OPEN ACCESS
The numerical modeling of natural convection in partially porous annuli is a topic of rising interest, due to its practical applications for the provisional analyses of several engineering applications such as geothermal downhole heat exchangers, chemical reactors, etc. Though a large number of papers focused on the modeling of this phenomenon under steadystate conditions, only few works consider its transient thermal evolution and no works are available referred to partially porous annular cavities. However, most of the real technical applications operate in dynamic mode, for this reason, this paper focuses on the transient numerical analysis of heat transfer in partially porous annular enclosures, where natural convection occurs. A fully explicit version of the CBS algorithm is employed here to solve the generalized porous medium model which describes both the subdomains of the cavity using only one equations set; a dual time stepping technique is employed for transient analyses. Several cases have been analyzed, by changing the cavity aspect ratio and thermophysical parameters of the fluid. Several results have been presented by changing both porous medium's properties and geometrical characteristics of the domain. The obtained results highlight that both the properties and the position of porous layer, inserted into the computational domain, strongly influence the thermal behavior of the cavity.
FEM, Porous medium model, Heat transfer, Dual time stepping.
A better understanding of the convective processes occurring in partially porous enclosures is fundamental for the proper design of several real life applications involving the interaction between a porous matrix and a free fluid that saturates it [16]. Although scientific literature provides a large set of both experimental [79] and numerical data [1013] for stationary free convection in vertical porous annuli, only few papers focus on partially porous annuli. Moreover, all these works are based on simplifying hypothesis; in fact, only few works referring to square cavities [14] or infinite domains [15] refer to very specific conditions, such as nonBoussinesq convection [14] or nonNewtonian viscoelastic fluids [15]. As regards thermal analysis of partially porous cavities, while laminar free convection in partially porous square and rectangular domains has been extensively analyzed both in steady [1620] and transient conditions [2123], few works concerning natural convection in partially vertical cylindrical cavities are available in scientific literature [2429]. Moreover, only few papers [2829] did not overlook transient regime, despite many engineering applications of the enclosure problem are related to real systems operating in dynamic mode. In order to improve the knowledge of the transient behavior of vertical partially porous annuli where buoyancydriven heat and fluid flow occur, the generalized porous medium model has been solved applying an operatorsplitting technique, the Artificial Compressibility (AC) CharacteristicBased Split (CBS) algorithm, based on Characteristic Galerkin approach. Several analyses have been conducted by changing thermophysical and geometrical features of two subdomains to investigate the dependence of free convection on the cavity geometry.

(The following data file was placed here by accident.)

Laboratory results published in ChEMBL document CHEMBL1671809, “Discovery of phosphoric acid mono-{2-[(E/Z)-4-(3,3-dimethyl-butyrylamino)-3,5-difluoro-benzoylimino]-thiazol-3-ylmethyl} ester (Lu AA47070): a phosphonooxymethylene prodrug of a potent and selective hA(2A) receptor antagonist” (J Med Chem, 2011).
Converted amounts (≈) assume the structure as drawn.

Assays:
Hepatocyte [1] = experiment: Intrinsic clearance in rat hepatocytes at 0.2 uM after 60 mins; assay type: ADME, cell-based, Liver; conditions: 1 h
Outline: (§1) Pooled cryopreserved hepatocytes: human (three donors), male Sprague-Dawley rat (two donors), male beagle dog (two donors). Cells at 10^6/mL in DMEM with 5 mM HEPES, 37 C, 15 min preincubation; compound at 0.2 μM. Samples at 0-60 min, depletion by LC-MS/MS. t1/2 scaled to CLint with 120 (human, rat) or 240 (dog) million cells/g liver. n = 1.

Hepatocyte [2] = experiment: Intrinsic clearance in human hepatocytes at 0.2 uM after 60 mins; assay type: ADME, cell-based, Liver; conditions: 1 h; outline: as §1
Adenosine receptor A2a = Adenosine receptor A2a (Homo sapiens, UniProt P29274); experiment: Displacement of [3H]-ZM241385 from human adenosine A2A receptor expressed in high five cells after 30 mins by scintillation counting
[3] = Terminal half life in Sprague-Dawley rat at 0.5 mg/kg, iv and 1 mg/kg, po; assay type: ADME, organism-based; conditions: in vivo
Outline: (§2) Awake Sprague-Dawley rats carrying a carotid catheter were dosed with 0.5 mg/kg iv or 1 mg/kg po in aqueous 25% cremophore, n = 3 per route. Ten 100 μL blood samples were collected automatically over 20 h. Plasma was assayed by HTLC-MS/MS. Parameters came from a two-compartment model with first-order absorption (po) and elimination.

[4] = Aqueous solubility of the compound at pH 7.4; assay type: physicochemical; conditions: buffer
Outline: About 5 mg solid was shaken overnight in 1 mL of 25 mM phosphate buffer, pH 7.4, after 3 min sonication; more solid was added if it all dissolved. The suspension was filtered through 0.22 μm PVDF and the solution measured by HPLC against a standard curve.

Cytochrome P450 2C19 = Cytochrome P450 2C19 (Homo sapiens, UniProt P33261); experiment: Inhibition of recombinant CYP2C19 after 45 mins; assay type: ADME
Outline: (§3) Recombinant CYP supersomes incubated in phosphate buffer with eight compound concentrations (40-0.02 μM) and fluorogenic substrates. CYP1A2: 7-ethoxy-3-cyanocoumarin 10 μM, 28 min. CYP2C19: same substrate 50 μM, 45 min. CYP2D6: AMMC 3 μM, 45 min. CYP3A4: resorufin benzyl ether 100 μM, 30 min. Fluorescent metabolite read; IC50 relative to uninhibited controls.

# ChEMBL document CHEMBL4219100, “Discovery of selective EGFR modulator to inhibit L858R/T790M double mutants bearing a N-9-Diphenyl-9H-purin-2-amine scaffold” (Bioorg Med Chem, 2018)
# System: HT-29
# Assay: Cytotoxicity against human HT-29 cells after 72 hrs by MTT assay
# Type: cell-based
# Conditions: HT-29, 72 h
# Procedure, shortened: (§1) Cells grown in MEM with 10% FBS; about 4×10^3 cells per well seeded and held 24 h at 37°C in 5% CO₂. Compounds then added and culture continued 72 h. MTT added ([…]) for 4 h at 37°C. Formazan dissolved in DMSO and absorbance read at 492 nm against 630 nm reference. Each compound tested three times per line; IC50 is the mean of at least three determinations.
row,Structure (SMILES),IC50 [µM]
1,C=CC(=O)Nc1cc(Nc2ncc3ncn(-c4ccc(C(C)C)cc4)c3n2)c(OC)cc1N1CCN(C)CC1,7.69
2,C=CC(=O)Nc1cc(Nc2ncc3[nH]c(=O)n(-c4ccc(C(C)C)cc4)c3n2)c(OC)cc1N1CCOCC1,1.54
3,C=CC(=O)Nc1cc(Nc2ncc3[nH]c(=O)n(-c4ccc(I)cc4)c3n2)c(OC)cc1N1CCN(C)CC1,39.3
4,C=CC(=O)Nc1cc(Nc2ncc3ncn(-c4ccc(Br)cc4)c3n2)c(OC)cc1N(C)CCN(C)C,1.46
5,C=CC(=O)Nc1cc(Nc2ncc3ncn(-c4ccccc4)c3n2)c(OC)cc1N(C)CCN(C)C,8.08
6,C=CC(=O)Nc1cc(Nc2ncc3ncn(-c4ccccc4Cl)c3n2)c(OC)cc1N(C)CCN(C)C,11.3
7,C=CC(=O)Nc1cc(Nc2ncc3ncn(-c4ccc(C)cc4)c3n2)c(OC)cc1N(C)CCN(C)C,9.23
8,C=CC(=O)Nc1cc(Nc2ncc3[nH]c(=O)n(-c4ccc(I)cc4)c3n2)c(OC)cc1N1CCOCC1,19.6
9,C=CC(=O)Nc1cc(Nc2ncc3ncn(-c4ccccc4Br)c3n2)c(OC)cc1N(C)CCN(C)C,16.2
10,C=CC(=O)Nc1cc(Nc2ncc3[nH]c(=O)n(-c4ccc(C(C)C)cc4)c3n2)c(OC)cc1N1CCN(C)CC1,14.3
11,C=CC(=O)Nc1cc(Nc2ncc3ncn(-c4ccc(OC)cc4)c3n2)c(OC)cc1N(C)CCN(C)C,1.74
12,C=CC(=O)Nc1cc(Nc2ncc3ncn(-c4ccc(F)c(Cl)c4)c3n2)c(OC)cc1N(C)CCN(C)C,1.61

For thermofluid analysis of problems involving the interaction between a layer assimilable to a porous medium and a free fluid which saturates it, two different approaches can be followed. A first one, called two domains approach, consists in solving two different equations for porous region and free fluid domain by defining properly coupling conditions for the interface. The formulation of these boundary conditions at the porous region free fluid interface is not simple as often the different subregions are described by differential equations of different orders, e.g. NavierStokes and Darcy’s equation. Alternatively, a second approach more general can be introduced by defining a mathematical model based on a single equation suitable for application for both fluid and porous region. This model, called generalized porous medium model, is based on the concept of Representative Elementary Volume, whose size should be so that the values of the quantities of interest are independent of it; by averaging NavierStokes equations over this elementary unit using the volume averaging procedure introduced by Whitaker [3031] it is possible to derive a generalized model that allows to define a single computational domain with different properties and therefore only matching conditions must be assumed at the interface, and there is no need for any empirical coefficient. Considering a uniform porous medium, under the hypothesis of Local Thermal Equilibrium, the nondimensional form of the generalized model in cylindrical coordinates for the transient natural convection can be postulated as: